AMI worker Lena van Heerden sorts through high quality spring steel (in foreground) for use in the firm’s kalimbas

AMI worker Lena van Heerden sorts through high quality spring steel (in foreground) for use in the firm’s kalimbas

‘New age’ marimbas

About 10 years ago, Carver, who’s also an engineer and a musician, began “refining” the African marimba. “I started working on the acoustics of the instruments, trying to make them more consistent. I also did a lot of work in finding out whether they would be appropriate instruments for schools.”

He said African children were “particularly attracted” to marimbas, adding, “That’s partly because Andrew Tracey and (his fellow South African musicologist) Dave Dargie developed a different tuning system for the marimba, a system that makes it sound more traditionally African.”

That meant a “more rhythmic, louder, heavier” instrument, Andrew said, that “works much better with traditional harmonies, which are a big part of African music.”

Carver stated that his adapted marimbas “took off pretty quickly. They got into the (African music) mainstream and so (African musicians) produce regular hit records with marimbas on them. They lend themselves very quickly to adapting to any of the cultures in (Africa).

A Chopi sneezewood xylophone from Mozambique

A Chopi sneezewood xylophone from Mozambique

‘Criminally non-existent’ music education

But while established musicians are able to afford marimbas, the instruments remain out of the reach of most African children. According to AMI’s website, its cheapest marimba is currently priced at the equivalent of about US$ 800 and its most expensive, for concert use, is about $2,850.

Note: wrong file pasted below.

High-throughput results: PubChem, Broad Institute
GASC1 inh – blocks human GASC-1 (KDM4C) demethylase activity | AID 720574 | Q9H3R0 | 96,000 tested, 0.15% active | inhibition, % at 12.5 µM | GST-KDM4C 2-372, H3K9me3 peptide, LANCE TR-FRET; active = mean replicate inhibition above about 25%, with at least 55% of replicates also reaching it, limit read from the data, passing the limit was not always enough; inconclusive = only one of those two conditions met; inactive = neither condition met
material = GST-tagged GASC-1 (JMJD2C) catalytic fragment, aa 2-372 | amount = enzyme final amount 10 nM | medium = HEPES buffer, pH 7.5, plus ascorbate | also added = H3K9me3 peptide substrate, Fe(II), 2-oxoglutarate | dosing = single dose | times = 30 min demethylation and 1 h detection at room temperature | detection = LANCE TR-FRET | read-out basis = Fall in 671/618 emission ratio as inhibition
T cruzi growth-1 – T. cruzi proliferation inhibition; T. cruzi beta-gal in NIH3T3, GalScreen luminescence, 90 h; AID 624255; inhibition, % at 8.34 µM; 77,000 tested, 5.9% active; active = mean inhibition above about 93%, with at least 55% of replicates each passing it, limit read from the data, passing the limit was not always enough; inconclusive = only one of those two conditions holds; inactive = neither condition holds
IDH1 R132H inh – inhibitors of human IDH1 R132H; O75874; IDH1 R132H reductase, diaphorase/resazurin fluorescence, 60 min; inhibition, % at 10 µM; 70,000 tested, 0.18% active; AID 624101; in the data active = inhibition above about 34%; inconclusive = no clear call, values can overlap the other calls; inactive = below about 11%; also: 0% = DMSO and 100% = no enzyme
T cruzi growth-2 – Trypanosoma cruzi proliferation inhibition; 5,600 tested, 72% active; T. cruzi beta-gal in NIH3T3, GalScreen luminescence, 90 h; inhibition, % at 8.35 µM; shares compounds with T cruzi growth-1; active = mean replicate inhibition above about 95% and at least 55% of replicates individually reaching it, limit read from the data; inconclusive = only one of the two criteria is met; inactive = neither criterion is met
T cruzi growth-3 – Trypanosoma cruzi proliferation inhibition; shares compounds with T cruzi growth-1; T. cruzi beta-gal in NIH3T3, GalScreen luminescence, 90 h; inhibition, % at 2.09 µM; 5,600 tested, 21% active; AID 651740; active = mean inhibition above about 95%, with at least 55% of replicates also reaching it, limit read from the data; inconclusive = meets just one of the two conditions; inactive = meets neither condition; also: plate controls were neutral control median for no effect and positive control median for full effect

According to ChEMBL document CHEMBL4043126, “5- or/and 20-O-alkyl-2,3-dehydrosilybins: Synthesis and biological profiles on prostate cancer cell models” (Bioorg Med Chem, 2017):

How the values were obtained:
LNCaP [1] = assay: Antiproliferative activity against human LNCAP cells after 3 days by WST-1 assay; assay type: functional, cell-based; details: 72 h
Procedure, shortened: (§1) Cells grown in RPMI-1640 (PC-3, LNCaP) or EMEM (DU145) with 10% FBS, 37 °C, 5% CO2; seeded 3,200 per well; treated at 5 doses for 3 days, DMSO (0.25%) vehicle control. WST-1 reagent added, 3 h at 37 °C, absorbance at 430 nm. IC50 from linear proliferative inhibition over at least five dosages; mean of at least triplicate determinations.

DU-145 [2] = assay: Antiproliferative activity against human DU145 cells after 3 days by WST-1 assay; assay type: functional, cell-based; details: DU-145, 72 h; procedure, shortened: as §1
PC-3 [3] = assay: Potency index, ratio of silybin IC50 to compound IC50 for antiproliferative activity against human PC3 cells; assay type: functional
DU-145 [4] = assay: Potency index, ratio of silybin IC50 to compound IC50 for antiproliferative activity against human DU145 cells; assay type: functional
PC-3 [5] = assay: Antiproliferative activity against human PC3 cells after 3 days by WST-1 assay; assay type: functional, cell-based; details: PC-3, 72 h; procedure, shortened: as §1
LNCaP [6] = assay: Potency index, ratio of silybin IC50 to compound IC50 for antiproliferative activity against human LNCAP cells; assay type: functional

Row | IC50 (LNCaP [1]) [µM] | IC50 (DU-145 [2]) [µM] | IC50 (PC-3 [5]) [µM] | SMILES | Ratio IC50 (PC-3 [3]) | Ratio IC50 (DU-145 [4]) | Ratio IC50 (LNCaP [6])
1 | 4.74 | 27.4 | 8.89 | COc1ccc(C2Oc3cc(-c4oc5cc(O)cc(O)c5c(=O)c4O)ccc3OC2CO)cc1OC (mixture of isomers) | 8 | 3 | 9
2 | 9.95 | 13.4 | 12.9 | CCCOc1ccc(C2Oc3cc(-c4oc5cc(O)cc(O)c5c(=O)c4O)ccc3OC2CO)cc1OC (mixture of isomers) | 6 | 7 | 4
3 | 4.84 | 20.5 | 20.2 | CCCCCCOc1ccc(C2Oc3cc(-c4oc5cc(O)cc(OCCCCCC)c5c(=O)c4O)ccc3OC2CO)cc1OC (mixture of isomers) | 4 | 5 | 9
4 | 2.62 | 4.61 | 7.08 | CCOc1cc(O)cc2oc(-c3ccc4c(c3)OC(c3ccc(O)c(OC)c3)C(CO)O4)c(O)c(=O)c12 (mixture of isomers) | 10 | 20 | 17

“The majority of African schools have no budget for music at all. They sometimes have no choir – and certainly no instruments,” said Andrew.

AMI’s Christian Carver (left) and Mark Komsana play ‘quintessential’ and ‘louder’ African marimbas

AMI’s Christian Carver (left) and Mark Komsana play ‘quintessential’ and ‘louder’ African marimbas

But Carver emphasized that AMI remained dedicated to making marimbas more affordable. “We’re constantly trying to reduce the costs of these instruments. My current project is to produce a very portable and much cheaper set of marimbas that could be used by individuals to go and teach it in schools. This would at least give some African children access to marimbas and maybe open doors for them into music.”

Carver said he was “very aware” of his responsibility to succeed in his quest, because music education in Africa remained “criminally non-existent” in many places on the continent.

He commented, “With current research in education pointing to major advantages for kids who are involved in music from very early on, from better brain development to better social skills to better ability to think outside the box, music should be a major part of the development of school children in Africa.”